New guidance on treating covid-19 patients has sparked concerns that decisions will be made based 'solely on age'

New guidance on treating patients with covid-19 has sparked concerns from a care official that decisions will be made based solely on age.

Dr Donald Macaskill, head of Scottish Care, said he is "profoundly concerned" over a document issued by Scotland's chief medical officer Dr Catherine Calderwood on the ethical advice and support framework for medics.

He said it does not spell out the criteria on which difficult "life and death" decisions will be made.

Read More
How long does coronavirus last? How many days does Covid-19 stay in your system ...
Questions have been raised over the plans. Picture: ShutterstockQuestions have been raised over the plans. Picture: Shutterstock
Questions have been raised over the plans. Picture: Shutterstock
Hide Ad
Hide Ad

The updated guidance published on Friday stated: "It is important that the right care be delivered to the right patient at the right time.

"Under normal circumstances, these decisions would be made on the basis of patient choice and anticipated clinical benefit to the patient.

"In the context of increased demand, it may also be important to consider fairness of healthcare distribution within the wider population and how finite resources can be most appropriately used.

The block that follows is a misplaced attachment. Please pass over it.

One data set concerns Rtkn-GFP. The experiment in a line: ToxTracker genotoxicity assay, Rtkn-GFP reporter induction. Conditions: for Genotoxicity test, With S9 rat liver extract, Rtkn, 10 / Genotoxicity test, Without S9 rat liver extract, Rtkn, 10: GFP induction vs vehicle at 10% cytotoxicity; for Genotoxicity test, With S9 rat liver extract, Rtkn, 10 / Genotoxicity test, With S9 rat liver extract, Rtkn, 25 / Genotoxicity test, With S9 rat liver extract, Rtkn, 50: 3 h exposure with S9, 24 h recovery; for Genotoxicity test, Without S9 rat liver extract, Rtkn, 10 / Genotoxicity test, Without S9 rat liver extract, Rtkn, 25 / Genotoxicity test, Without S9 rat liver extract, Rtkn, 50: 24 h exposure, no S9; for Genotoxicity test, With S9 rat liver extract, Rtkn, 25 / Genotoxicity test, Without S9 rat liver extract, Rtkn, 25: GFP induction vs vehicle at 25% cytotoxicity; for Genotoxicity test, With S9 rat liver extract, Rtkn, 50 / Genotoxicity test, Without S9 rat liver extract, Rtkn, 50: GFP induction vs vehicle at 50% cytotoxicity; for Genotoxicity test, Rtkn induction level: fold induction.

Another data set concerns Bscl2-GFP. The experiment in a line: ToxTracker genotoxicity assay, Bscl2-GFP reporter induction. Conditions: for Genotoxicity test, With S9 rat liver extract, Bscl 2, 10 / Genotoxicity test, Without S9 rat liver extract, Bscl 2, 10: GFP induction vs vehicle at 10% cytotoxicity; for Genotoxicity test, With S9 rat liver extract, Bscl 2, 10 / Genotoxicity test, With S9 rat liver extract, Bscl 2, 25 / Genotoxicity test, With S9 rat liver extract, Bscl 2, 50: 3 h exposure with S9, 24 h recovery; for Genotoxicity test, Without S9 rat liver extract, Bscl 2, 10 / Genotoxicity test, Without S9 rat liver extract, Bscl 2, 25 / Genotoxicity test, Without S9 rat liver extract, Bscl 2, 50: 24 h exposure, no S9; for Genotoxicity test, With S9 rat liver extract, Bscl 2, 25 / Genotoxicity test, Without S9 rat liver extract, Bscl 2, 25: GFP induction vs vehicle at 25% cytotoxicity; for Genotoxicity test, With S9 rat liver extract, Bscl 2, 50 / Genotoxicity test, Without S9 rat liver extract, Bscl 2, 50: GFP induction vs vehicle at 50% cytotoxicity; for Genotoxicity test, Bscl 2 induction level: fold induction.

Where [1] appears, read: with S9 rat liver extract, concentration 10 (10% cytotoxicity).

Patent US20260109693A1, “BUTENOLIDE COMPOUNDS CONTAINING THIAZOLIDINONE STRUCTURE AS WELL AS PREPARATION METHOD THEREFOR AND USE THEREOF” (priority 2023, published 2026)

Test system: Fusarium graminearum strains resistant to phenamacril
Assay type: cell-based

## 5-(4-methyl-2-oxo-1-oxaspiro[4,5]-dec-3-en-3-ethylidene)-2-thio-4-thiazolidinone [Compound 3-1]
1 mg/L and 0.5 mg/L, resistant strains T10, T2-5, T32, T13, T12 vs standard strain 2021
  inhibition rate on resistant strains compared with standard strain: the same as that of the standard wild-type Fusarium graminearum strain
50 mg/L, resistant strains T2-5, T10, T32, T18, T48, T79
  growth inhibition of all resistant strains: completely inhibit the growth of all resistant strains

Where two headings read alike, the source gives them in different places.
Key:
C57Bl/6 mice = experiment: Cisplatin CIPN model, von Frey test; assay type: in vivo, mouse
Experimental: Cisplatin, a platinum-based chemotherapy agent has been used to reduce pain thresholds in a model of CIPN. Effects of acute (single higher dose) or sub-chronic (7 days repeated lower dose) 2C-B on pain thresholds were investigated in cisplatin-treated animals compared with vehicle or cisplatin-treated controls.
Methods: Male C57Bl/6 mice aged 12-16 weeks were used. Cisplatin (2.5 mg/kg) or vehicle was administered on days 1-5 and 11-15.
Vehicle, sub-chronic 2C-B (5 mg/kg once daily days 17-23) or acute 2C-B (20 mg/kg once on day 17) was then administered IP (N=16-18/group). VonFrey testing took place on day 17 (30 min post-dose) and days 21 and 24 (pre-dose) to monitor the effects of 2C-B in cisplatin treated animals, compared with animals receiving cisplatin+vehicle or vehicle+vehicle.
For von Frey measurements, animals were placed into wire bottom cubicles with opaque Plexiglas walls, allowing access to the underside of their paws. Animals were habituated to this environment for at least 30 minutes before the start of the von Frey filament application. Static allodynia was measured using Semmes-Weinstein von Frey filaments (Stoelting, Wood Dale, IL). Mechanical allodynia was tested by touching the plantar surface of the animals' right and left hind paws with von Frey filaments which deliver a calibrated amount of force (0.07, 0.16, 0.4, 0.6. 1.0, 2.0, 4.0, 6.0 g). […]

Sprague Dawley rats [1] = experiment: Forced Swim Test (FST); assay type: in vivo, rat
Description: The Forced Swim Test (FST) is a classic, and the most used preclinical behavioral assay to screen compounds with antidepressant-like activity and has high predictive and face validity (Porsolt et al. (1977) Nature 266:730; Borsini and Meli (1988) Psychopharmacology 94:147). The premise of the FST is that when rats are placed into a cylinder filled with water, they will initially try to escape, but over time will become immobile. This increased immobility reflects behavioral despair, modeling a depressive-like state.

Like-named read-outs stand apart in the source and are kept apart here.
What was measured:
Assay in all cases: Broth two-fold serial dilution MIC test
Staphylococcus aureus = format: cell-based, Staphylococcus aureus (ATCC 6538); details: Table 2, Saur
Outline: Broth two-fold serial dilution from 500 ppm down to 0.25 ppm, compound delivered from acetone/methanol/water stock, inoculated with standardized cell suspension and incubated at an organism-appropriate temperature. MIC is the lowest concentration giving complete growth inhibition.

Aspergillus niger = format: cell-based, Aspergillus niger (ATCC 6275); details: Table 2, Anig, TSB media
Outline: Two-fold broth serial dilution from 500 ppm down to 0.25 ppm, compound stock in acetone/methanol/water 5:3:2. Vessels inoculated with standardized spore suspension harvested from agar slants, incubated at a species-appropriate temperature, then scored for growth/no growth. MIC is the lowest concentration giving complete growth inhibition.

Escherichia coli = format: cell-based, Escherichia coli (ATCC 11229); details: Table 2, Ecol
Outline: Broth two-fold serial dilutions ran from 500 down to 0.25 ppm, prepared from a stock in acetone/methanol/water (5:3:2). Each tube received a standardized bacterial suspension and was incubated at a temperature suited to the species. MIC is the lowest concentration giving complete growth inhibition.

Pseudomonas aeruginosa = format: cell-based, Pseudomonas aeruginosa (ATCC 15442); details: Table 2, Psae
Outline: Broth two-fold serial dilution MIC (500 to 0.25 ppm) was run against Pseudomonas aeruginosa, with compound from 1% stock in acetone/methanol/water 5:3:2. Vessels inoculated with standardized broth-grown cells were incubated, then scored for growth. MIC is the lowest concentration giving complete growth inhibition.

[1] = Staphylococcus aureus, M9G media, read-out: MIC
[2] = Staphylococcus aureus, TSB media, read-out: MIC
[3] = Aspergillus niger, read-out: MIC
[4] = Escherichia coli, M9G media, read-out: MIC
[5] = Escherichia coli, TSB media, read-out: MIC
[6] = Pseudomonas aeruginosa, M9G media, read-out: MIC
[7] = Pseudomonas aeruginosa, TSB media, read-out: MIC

"Because of this, there may be some complex or challenging decisions where ethical advice or decision-making support will be useful."

The document sets out the importance of ethical advice and support groups in individual health boards and on a national level to advise on issues such as "complex decisions around the withdrawal of care" and "challenging decisions" around escalation and planned ceilings of care.

The guidance states: "Patients should be treated as individuals, and not discriminated."

It continues: "No active steps should be taken to shorten or end the life of an individual, however the appropriate clinical decision may be to withdraw life-prolonging or life-sustaining treatment, or change management to deliver end-of-life care."

Dr Macaskill told BBC Scotland's Good Morning Scotland programme: "We've got these ethical advice and support groups for our frontline clinicians but what this document does not tell us is the criteria on which these really difficult decisions are going to have to be made.

Hide Ad
Hide Ad

"My concern is that ... rather than on a clear ethical framework, decisions will be made on a basis that is unacceptable."

He added: "Nothing in this document gives me confidence that we will not be putting our clinicians in a position where they have no option but to decide on the basis of age."